A Bay of Blood (also known as Twitch of the Death Nerve and about five different other titles) is no different. It has an excellent, unexpectedly inventive opening in which a killer gets killed. Unfortunately, herein lies the problem: this might be flashy and attention-grabbing, but it’s also deeply contrived.

However, there’s no doubt Bay is a prototype slasher. And so the members of a small group are picked off by a prowling murderer who only has the vaguest, if any, connection to them. All the typical ingredients are present and correct: a local resident warning of doom (“There will be tears shed over the bay”), an array of fun-seeking, characterless young people to act as knife fodder, snatches of voyeurism, honeys in a state of undress, gruesome, explicit murders, shots from the killer’s POV, the superhuman strength (as shown by a spear being driven through two bodies), red herrings, and a flimsy, if not bloody silly reason for the mass of bodies.

Still, Bay remains a significant horror movie that boasts a fine location, as well as above-average direction, cinematography and music. Some of the splatter work was so good that the Friday the 13th franchise was obviously happy to copy. I wouldn’t knock its opening forty minutes, but I still feel it’s operating on a basic level that can’t match the imaginative and subversive extremes of the best horror. The longer Bay goes on, the more the cracks in its construction appear. By the hour mark, it’s gone insane.

I did like the writhing squid on a corpse’s face, though.

Naziploitation/Women in Prison

When it comes to directing, Lee Frost is a long way from a household name, but the low-budget exploitation stalwart sure gave us his best shot. There wasn’t a grimy subject he wouldn’t roll around in whether it was roughies, head transplants, disfigured bikers, castration or witchcraft. And then, of course, there was 1969’s Love Camp 7, a pic that not only got Naziploitation up on its jackbooted feet but also launched the perennially popular babes-behind-bars sub-genre.

However you look at it, that’s some sort of cinematic achievement.

Shame Love Camp 7 is such a dreary, repetitive, cheapo state of affairs. It centers on a hush-hush plan to send two undercover women into a military brothel to extract sensitive info from a female scientist who somehow knows about advanced jet engine manufacture. “Both are experts in the field of guerilla warfare, hand to hand combat and karate,” their boss confidently says. “In addition, they speak French and German. I feel confident these women can handle the mission.”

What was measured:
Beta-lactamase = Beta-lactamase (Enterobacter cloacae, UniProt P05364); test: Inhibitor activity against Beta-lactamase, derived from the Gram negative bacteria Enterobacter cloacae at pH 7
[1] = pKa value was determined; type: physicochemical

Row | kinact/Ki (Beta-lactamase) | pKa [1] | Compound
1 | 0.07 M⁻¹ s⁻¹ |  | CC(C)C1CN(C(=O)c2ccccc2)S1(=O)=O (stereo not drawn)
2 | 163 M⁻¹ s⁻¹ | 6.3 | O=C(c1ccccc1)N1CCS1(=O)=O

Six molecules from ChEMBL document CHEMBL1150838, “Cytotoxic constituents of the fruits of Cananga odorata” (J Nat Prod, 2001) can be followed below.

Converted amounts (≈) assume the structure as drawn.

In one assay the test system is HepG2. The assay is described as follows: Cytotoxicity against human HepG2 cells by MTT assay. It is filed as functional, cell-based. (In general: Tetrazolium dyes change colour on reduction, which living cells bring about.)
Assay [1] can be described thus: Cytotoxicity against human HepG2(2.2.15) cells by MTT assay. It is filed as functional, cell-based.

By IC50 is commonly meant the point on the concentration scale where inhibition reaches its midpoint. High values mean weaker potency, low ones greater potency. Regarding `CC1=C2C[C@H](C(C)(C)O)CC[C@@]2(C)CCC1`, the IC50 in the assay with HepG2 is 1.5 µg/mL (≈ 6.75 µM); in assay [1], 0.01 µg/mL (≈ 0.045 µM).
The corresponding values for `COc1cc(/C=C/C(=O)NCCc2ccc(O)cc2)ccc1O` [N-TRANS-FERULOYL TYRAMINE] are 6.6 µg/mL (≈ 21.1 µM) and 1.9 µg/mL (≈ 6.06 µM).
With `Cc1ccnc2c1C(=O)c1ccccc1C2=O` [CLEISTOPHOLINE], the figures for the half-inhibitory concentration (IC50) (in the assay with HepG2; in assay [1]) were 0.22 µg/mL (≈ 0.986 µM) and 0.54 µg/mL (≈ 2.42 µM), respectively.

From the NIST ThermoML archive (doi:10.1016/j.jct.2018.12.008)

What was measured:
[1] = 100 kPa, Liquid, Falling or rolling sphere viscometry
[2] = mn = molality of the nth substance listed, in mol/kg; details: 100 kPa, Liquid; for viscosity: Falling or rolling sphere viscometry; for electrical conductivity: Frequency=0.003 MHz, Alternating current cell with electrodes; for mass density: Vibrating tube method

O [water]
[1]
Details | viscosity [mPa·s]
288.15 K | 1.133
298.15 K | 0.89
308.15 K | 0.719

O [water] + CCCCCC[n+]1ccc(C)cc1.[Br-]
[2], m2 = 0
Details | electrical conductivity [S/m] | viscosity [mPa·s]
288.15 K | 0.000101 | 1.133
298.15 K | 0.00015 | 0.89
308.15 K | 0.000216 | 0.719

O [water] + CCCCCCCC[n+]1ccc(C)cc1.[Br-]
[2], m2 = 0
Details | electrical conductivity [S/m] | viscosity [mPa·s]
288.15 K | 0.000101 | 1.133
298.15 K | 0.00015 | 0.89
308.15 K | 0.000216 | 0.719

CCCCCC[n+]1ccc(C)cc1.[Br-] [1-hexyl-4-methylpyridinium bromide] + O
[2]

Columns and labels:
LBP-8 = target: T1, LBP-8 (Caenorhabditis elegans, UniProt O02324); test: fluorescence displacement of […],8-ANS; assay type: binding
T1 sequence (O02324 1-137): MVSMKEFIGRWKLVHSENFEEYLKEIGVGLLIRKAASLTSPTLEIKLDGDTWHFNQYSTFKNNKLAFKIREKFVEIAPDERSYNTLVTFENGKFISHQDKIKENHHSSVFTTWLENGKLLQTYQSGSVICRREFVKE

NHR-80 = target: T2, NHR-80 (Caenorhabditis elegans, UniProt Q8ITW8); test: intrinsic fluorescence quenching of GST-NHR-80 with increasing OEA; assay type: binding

Yeah, but do they look good unclothed?

Hmm, I shouldn’t joke. This is an explicit, really quite unpleasant pic that features lengthy bouts of rape, whippings, a lesbian orgy, enforced boot licking, and bashful officers keen to maintain the dignity of their rank by refusing to take their trousers off in the presence of Untermensch. Our chief bad guy is a black-clad commandant, a combat-avoiding coward who does appear rather short and tubby to be a representative of the so-called master race. His personality veers between disdain, sarcasm and screaming fits of rage. Never mind, I’m sure he’s nice to his kids.

“I cannot guarantee that you will love Love Camp 7,” he tells the latest bunch of unfortunate (but shapely) inmates, “but I can guarantee you will love in Love Camp 7. You have been brought here for one purpose, and one purpose only, and that is to please the front line officers of our army… To please will be your only function.”

His best scene involves his subordinate goons holding down a spread-eagled naked prisoner on his desk as a scarred female doctor does the rubber glove thing. “I understand that your father was a banker,” he muses as the inmate writhes and grimaces inches from his face. “I should imagine what with the war and everything that the banking business isn’t what it used to be. Certainly, the interest rates are down, ya?” It’s a nice piece of disassociation that might have served as the inspiration for Bret Easton Ellis’ sociopath prattling about Huey Lewis and the News while carrying out his abominable acts of violence.

But that’s about the only good thing I have to say about Love Camp. I didn’t enjoy it anywhere near as much as the equally nasty, but much more campy, ridiculous and inventive Ilsa, She Wolf of the SS. In that pic at least it was a bunch of Nazi vixens overwhelmingly dishing out the abuse, but in Love Camp it’s the men so it feels ten times uglier and more misogynistic. There’s no energy in the direction, the sets are a joke, the acting ranges from mediocre to poor, there’s never any sense of events taking place in the early years of the war, and you can tell the whole shebang is nothing more than a flimsy excuse to humiliate women.

Saying that, I wouldn’t underestimate how many mutated, retarded and ultimately loveable children Love Camp birthed.